Annual Sum of Direct Payments 925.0 860.4 791.2 740.8 714.8 689.5
Sum of Direct Payments over 6 yrs 4721.8











Figure 4: Orange Prices with Tariff Removal and Loan Rate
and Target Price


7

6

5

4

3

2

1

0








0.80

0.70
0.60

0.50

0.40
0.30

0.20
0.10

0.00


2002


2003


2004


2005


2006


--..-----...------....---
*-- *


2007


Figure 5 gives the FAPRI projected relationship over the six-year life of FSRIA

for cotton. It is expected that the farm price for cotton, though increasing over the life of

the farm bill, will remain below the loan price for cotton and consequently generate

significant loan and CCPs. Thus the projected cotton prices (farm and target) and loan


2002 2003 2004 2005 2006 2007




Figure 5: Cotton Prices and Rates







*---- -- ------
m ---
= = == =


-- -Farm
Pricelbox



-- Loan
Ratelbox



-X-Target
Pricelbox













-- Farm
Price/lb.


Loan
Rate/lb.


Target
Price/lb.


I









rates have a similar relationship to those projected for oranges if the tariff is removed. For

this study it is assumed that this parallel relative relationship of the average LPD rate,

CCP rate and projected farm price for oranges and cotton would translate similar LDPs

and CCPs. For example:

LPD Rate Oranges2003 = Farm Price Oranges2oo3 x (Average LPD Rate Corn200oo3/Farm Price Corn200oo3

.27 = 4.52 x (.12/2.04).

Table 4 provides the six-year projected productions levels for 2002 through 2007,

assuming the current orange juice tariff is eliminated (Spreen et al). The total amount of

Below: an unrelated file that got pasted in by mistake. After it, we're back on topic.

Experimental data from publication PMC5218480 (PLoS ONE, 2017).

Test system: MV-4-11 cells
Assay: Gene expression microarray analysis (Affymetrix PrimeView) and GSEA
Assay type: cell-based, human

direct expenditures is estimated to be $925.0 million in 2002. This is made up of $604.6

million in LDP, $192.1 million in CCP and $128.1 million in fixed. This is almost $600

million above direct expenditures under the tariff (Table 3), primarily due to an additional

$534 million in LDPs. The annual direct payments fall over the six years with total

payments of just below $700 million in 2007. Total government outlays would be

$4,721.8 million over the six years.

Concluding Comments

This straightforward but elementary analysis estimated the cost, in terms of

government expenditure to implement an income support program for oranges produced

for processing similar to those for the major program crops (corn and cotton). For the

span of the Bill direct payments to corn start at a level in excess of $5.6 billion and

decline to just under $3.0 billion while cotton starts at about $3.6 billion and moderately

fall off to $2.6 billion (figure 6). By comparison the direct incurred for an income